American Indian Treaties with the United States
Treaties Between the U.S. Government and Native American Tribes
It was determined, even during the Colonial period in North America, that it was desirable to reach agreements with the Native American tribes, rather than fight them. The European countries who had interests in North America all tried to reach such agreements during the time periods they had those interests.
When the federal government was established, efforts were made to persuade the various Indian tribes to give up their claims to land and to remain loyal to the colonists. These agreements were called treaties.
Treaties were negotiated between the federal government and the respective tribes as if the tribes were independent nations. According to the provisions of the U.S. Constitution, such treaties had to be ratified by the U.S. Senate.
Representatives of the federal government and of the particular tribe signed the treaties, so at least some of the tribal members are listed on the treaty. Normally, one of the provisions of a treaty was an annual payment called an annuity.
Copies of treaties are a part of the Congressional Record and have been copied and printed in many places (see Bibliography below). They have also been made available on the internet.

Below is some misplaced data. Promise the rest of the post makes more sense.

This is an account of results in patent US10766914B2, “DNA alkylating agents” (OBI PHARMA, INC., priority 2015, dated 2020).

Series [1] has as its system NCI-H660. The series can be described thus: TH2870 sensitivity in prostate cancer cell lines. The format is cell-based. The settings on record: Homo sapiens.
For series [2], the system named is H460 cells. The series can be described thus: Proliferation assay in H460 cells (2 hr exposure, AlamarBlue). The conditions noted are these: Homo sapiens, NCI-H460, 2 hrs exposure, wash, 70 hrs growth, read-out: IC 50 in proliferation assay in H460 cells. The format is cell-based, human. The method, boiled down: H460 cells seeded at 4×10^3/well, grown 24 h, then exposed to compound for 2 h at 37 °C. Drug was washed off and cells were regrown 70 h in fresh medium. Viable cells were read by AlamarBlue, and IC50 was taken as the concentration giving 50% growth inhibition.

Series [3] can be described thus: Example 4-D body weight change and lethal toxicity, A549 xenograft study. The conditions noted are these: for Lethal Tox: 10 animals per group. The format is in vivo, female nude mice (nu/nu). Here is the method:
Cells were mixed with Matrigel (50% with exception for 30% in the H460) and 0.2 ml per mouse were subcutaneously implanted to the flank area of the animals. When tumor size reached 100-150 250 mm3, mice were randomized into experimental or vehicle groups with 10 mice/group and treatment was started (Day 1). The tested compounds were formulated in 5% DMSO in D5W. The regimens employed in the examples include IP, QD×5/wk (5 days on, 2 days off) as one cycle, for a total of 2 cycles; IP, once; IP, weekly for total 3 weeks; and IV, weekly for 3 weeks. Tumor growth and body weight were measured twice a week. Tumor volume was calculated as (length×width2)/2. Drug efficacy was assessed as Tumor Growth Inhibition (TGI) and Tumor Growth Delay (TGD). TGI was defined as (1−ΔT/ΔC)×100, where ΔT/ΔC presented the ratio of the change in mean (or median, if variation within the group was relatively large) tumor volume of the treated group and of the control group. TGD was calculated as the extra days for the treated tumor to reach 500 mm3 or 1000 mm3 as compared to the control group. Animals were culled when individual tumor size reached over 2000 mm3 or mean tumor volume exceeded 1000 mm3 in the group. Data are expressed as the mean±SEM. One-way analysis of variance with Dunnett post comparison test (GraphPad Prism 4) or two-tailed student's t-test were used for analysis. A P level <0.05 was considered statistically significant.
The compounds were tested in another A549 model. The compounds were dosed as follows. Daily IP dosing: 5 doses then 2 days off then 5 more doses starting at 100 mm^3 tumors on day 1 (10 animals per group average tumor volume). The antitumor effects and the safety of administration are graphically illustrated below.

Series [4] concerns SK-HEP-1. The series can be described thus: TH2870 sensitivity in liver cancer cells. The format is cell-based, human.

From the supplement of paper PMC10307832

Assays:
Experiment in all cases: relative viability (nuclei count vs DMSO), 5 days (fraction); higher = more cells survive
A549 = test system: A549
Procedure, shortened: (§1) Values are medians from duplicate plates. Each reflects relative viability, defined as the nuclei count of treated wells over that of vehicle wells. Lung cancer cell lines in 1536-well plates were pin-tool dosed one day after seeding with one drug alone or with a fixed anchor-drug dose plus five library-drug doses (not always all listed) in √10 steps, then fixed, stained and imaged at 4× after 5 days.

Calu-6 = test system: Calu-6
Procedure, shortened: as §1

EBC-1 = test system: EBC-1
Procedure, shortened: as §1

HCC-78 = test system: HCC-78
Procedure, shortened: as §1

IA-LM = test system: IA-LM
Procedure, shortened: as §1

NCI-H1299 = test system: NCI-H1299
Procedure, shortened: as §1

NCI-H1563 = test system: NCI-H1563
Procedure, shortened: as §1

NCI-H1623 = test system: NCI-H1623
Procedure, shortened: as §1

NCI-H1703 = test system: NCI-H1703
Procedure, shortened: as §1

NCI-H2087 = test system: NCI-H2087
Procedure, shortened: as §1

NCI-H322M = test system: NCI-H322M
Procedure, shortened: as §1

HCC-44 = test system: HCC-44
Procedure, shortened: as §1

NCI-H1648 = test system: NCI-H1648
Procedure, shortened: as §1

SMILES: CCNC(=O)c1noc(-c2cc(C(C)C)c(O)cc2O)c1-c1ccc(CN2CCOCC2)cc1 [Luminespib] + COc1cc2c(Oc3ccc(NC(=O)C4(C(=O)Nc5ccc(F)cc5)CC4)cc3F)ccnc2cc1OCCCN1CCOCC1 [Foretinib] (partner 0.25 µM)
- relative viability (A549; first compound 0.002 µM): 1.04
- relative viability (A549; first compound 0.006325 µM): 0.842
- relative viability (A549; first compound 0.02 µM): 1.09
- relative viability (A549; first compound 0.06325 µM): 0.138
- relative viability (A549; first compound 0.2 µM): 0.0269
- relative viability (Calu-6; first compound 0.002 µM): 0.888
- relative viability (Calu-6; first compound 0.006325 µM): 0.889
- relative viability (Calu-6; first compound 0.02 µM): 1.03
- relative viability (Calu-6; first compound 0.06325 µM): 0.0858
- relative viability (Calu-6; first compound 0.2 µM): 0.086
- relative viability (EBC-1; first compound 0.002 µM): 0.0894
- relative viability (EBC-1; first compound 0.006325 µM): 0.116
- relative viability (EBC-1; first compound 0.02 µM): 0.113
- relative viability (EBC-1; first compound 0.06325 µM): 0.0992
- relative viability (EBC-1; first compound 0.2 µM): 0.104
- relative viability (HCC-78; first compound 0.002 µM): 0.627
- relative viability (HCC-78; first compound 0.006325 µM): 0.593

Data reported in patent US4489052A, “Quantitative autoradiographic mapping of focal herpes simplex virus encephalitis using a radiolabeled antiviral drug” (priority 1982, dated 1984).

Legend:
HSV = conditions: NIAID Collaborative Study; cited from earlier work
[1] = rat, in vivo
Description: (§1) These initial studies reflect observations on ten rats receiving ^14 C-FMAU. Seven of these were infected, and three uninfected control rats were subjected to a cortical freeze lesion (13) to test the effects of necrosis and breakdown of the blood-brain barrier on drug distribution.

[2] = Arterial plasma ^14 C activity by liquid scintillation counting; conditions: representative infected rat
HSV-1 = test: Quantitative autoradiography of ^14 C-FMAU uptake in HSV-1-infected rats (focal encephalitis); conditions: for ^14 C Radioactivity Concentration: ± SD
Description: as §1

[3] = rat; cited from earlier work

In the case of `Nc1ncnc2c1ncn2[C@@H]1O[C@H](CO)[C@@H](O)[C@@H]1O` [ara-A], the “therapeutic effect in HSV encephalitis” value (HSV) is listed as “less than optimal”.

In general, treaties with Native American tribes ceased by about 1873, although there were a few after that date. After 1873, most agreements between the federal government and the tribes were handled by a more informal method.
- Kappler, Charles J. Indian Affairs: Laws and Treaties. Washington, DC: United States Government Printing Office. 7 volumes. WorldCat 74490963; FHL book 970.1 K142i. Available online.
- United States Department of the Interior. Executive Orders Relating to Indian Reservations. Washington: [United States] Government Printing Office, 1912 (v. 1), 1922 (v. 2). Vol. 1 – May 14, 1855 to July 1, 1912. Vol. 2 – July 1, 1912 to July 1, 1922. FHL film 1440543 Items 8-9.